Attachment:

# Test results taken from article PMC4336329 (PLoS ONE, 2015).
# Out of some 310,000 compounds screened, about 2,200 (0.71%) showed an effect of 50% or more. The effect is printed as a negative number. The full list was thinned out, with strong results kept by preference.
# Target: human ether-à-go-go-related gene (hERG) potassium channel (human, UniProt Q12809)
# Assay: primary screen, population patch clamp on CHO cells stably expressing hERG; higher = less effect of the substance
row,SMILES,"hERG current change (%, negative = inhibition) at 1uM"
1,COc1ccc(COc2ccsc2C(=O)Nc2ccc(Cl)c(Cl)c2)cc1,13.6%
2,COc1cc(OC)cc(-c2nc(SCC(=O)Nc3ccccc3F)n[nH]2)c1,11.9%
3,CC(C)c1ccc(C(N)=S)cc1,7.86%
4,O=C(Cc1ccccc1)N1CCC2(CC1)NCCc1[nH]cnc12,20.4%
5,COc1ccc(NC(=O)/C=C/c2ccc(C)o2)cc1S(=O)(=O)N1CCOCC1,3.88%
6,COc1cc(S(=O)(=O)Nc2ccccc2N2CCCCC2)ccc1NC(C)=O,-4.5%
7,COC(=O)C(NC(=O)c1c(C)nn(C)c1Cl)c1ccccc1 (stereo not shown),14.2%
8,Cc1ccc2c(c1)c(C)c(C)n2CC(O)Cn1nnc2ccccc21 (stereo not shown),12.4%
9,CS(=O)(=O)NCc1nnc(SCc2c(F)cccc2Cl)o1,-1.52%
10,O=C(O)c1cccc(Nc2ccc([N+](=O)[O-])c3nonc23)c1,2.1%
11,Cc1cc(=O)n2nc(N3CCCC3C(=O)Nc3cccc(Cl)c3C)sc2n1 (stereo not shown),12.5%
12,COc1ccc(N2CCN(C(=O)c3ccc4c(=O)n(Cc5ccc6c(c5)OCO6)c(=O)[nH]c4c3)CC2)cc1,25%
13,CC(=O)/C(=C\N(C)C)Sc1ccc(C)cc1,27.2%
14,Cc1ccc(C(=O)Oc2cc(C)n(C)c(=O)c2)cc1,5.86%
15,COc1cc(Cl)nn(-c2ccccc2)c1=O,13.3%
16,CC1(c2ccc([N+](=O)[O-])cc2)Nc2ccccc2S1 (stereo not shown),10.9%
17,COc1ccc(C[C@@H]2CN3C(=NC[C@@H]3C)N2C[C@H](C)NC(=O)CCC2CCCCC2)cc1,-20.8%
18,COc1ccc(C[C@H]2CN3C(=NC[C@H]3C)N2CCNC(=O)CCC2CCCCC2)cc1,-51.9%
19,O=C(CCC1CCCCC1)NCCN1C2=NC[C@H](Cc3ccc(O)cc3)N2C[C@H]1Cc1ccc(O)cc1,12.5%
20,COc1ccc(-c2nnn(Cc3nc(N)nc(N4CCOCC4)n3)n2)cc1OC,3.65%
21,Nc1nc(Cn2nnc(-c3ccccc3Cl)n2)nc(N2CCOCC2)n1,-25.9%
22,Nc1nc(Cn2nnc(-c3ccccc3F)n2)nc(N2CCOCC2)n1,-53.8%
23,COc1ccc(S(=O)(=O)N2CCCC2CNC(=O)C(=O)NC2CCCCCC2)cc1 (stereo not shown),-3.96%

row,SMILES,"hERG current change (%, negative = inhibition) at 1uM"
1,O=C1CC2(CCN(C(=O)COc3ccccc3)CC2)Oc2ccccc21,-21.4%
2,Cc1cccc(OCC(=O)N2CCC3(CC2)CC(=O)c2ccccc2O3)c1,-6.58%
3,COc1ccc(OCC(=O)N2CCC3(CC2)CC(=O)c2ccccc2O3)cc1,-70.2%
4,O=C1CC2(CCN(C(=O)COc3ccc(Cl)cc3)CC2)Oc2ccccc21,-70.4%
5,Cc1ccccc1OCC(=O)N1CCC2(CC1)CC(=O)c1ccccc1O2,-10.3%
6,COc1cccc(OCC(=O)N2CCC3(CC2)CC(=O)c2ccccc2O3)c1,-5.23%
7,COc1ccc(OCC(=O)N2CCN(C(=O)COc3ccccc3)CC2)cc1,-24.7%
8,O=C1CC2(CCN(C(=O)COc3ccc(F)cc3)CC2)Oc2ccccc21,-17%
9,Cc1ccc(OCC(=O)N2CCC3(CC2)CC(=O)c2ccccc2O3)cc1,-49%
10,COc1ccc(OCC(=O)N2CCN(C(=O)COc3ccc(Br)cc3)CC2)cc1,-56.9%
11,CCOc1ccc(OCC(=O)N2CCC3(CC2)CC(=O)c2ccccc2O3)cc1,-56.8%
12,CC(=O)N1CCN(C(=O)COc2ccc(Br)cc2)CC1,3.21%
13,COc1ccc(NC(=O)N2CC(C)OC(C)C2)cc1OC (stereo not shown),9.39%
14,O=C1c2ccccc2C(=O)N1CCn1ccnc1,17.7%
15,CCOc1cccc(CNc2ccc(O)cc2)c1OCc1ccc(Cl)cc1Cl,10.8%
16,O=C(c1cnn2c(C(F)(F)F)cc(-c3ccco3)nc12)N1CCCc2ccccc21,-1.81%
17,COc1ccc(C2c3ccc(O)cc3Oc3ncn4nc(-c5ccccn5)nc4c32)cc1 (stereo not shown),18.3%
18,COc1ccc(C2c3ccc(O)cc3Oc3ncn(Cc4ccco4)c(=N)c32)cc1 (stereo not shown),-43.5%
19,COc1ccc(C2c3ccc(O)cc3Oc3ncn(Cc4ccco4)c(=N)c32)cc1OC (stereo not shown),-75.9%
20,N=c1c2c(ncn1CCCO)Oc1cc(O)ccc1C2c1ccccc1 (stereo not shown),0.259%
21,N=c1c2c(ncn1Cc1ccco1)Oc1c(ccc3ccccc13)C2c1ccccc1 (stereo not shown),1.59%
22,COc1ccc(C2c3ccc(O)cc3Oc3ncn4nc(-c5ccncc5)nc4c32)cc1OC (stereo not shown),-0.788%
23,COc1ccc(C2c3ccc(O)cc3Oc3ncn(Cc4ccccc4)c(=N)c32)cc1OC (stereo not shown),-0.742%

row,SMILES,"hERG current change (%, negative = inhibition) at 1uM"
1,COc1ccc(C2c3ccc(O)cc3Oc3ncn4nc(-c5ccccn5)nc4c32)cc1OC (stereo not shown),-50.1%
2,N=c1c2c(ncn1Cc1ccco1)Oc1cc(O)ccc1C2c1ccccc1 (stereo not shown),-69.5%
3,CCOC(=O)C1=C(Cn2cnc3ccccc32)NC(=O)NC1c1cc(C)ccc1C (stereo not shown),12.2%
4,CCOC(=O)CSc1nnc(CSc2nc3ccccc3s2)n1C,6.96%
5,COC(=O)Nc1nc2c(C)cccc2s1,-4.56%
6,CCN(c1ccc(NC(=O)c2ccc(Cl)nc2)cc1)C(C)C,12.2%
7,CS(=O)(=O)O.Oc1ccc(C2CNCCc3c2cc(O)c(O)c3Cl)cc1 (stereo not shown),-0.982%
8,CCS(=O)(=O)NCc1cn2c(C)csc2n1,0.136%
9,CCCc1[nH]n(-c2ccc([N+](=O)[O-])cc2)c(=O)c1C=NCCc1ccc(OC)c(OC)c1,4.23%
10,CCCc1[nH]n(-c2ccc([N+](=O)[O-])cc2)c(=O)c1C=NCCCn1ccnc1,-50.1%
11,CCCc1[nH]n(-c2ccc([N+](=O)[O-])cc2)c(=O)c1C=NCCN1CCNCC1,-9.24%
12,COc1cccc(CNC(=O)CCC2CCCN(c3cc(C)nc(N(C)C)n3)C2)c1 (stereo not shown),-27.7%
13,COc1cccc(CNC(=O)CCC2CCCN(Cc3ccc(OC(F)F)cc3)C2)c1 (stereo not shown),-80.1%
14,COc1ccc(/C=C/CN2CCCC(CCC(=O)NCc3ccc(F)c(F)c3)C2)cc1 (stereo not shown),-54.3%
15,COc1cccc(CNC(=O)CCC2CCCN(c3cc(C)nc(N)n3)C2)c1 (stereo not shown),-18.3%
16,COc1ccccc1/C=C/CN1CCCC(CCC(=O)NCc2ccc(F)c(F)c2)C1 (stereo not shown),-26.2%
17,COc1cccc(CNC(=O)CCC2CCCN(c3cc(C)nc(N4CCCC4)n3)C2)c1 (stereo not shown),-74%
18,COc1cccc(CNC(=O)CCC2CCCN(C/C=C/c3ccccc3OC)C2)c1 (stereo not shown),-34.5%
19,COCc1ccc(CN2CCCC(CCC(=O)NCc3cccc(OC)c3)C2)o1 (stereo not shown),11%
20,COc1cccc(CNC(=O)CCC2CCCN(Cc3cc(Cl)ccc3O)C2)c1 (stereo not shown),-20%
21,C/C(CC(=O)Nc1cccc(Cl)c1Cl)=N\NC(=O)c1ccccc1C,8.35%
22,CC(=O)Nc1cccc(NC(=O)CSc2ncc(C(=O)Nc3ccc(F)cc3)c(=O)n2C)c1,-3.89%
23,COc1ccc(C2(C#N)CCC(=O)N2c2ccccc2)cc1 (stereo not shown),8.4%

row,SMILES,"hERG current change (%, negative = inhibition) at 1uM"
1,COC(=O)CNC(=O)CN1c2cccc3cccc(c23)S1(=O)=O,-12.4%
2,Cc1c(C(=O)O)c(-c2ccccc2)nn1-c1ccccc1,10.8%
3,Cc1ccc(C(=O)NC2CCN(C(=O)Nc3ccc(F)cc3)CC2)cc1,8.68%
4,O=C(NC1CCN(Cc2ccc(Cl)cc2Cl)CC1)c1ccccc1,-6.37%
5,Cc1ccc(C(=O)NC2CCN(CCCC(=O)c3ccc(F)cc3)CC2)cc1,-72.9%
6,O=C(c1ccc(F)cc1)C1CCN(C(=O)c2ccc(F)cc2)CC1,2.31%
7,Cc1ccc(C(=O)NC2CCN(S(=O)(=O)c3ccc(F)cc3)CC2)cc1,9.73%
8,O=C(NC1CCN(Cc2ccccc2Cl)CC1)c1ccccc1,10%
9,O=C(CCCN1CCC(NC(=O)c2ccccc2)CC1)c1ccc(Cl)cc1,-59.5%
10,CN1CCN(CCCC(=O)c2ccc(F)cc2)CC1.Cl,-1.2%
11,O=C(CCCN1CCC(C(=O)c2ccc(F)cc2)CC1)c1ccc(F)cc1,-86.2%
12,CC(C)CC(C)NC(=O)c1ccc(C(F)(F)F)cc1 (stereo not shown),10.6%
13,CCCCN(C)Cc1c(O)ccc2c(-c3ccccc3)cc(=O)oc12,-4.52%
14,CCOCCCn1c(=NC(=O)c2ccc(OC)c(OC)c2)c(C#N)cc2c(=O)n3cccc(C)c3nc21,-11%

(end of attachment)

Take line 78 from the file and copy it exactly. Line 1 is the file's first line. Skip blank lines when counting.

1,COC(=O)CNC(=O)CN1c2cccc3cccc(c23)S1(=O)=O,-12.4%